SIOUX FALLS, S.D. (KELO) – As the city began its first of four budget hearing meetings, the questions about economic uncertainty loomed. 

City council chairman Curt Soehl cut to the chase and directly asked Shawn Pritchett, the city’s director of finance, if the economy was in a recession. Pritchett responded saying “probably not.”

Pritchett said he could make the case that the local economy is not in a recession but noted the national economy has seen two-quarters of negative growth. 

“It’s still not significant enough that I would contemplate it to be recessionary,” Pritchett said. “You’re still seeing general growth, at least pockets of growth. I see Sioux Falls, we’re still in the growing trend.” 

That set the table for the first department presentations to members of the city council on Tuesday. The main presenter for the August 2nd meeting was the city’s human resource department. With unemployment for Sioux Falls at 1.9% and 159,911 people employed from a labor force of 163,003 within the city, hiring challenges have also hit city services. 

Bill O’Toole, director of human resources, pointed out personnel costs make up 26% ($166 million) of the total $646 million 2023 budget. That’s a rise of 5.3% or an $8.4 million increase over the previous year’s budget. 

The $8.4 million increase is broken down into a $1.3 million increase for part-time employees, $2.7 million for 30 new positions and $4.4 million for ongoing benefits increases. 

The 30 new city employees. Photo from city of Sioux Falls.

O’Toole thanked the city council for supporting raises for part-time employees which helped the city increase pay for lifeguards and other aquatics employees. He showed how personnel costs have usually made up 63% to 68% of the general fund expenditure budget in the past 10 years. 

O’Toole supported the idea of conducting more compensation and benefits studies to look at changes for wages, pay scales and benefits for city employees. One study will be finished in early 2023 and O’Toole noted the city usually only conducts those studies every eight to 10 years. 

“That will inform on changes we need to make going forward,” O’Toole said. “Keeping that focus as being an employer of choice.”  

The city averages a low turnover rate of under 10% almost every year since 2012. In 2021 there was a 9.8% retirement rate and 6% of those were not retirements, the highest in 10 years. 

City turnover rate from 2012 to 2021. Photo from the city of Sioux Falls.

City council member Marshall Selberg asked O’Toole what’s the challenge with employee recruitment and retention. 

“We’re struggling in certain segments just like everybody else,” said O’Toole, who pointed to nurses, civil engineers, animal control and human resource workers as areas the city has struggled to keep enough employees.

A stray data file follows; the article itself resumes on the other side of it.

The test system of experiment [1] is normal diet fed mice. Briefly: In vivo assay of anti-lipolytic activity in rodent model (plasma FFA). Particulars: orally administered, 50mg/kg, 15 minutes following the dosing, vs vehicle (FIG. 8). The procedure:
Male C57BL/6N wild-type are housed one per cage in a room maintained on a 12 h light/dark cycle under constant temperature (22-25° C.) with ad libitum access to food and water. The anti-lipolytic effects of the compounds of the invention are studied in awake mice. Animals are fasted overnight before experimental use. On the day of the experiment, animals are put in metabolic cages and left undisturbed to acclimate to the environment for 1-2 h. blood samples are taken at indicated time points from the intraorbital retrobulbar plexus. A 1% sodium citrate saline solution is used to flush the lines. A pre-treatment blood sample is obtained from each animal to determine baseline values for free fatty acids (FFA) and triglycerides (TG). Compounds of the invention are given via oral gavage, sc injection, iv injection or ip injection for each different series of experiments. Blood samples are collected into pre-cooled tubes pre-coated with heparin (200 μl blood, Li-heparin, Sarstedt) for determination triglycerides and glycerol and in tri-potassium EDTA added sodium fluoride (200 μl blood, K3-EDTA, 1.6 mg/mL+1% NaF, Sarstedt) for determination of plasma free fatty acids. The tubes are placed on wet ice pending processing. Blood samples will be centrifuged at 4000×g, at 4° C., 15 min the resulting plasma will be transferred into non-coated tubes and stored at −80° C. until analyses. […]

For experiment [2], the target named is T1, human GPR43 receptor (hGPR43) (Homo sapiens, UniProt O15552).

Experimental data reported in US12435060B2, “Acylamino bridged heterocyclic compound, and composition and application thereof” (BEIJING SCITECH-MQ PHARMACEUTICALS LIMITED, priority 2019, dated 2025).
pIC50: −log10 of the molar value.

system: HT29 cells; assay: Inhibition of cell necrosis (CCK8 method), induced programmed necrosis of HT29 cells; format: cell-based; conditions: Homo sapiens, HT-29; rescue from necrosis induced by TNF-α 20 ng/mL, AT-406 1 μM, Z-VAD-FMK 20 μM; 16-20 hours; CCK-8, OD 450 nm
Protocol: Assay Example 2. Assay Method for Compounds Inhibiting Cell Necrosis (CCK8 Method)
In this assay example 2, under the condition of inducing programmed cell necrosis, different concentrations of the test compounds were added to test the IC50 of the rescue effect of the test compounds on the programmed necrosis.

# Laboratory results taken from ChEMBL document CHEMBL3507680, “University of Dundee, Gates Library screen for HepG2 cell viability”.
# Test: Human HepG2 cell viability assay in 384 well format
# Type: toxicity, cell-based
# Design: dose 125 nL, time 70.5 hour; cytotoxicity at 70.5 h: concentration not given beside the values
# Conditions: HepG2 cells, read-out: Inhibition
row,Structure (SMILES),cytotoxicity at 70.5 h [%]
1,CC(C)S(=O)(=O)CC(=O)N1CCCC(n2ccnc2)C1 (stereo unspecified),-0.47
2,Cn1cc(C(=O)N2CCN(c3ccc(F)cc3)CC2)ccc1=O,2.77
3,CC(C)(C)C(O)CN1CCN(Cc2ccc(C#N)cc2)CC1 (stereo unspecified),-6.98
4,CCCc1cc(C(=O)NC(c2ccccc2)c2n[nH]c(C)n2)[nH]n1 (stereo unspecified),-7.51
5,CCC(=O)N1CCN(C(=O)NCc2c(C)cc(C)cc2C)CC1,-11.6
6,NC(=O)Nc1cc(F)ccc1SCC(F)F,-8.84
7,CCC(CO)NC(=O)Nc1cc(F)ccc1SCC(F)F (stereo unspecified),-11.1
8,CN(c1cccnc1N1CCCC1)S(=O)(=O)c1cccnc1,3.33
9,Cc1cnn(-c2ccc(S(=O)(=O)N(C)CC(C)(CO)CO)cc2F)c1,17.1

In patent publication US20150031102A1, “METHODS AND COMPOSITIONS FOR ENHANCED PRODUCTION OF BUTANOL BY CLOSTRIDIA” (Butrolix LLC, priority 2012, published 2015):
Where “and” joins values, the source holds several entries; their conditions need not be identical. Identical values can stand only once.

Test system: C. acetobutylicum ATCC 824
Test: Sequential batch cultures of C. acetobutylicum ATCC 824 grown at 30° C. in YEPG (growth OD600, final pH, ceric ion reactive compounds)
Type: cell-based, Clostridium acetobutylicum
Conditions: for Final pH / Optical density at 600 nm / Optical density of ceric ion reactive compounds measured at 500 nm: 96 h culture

O’Toole showed the number of full-time city employees was 838 in 1990 which was 83 employees per 10,000 people in the population. In 2022, the number of city employees is 1,330 but the number of employees per 10,000 people is down to 65. 

Time of city employees vs. the ratio per population of 10,000. Photo from city of Sioux Falls.

City council member Greg Neitzert called the city’s 30 new full-time positions an “eye-popping” number. He asked if the city is growing incredibly fast during this administration and catching up to demand. 

O’Toole said from 2010 to 2020 the city grew by more than 40,000 but only added 146 new full-time employees. He wasn’t sure if the 65 city employees per 10,000 people were the right number but said it has to be in the range. 

“We have been decreasing the number of employees per population for a very long time,” O’Toole said.  

O’Toole said the biggest complaints his department hears from city employees regard wages against inflation and the capacity or amount of work they are expected to do in a growing city.  

City council member Rick Merkouris asked if O’Toole had data on where work capacity was an issue and mentioned the building permit office as an example. O’Toole said he’d likely hear examples from each city department leader. 

City council member Pat Starr said the city has made a policy decision to bring many services in-house. Starr said that’s been successful for the city so it can call its own electrician or own carpenter when a problem arises. 

“We’re not at the whim of the market,” Starr said.

Starr said Omaha being at 59 employees per 10,000 residents likely means their budget for contracted services is likely much higher.  

O’Toole said 41% of the city’s employees are considered public safety for police (326) and fire (228) departments. The streets department makes up 10% and other infastruce jobs make up 15%. City library and parks and recreation make up 10%, while the operations team makes up 10%, public health makes up 6%, urban and economic development makes up 5%.  

“There have been some more challenges when we do go out to the market to fill our positions,” O’Toole said. “It really emphasizes why the focus on the employer of choice is so important and making sure we continue to invest in city employees.” 

The next budget hearing will have presentations from the city attorney’s office, public parking, entertainment tax, police, fire, parks and recreation, centralized facilities and the city council.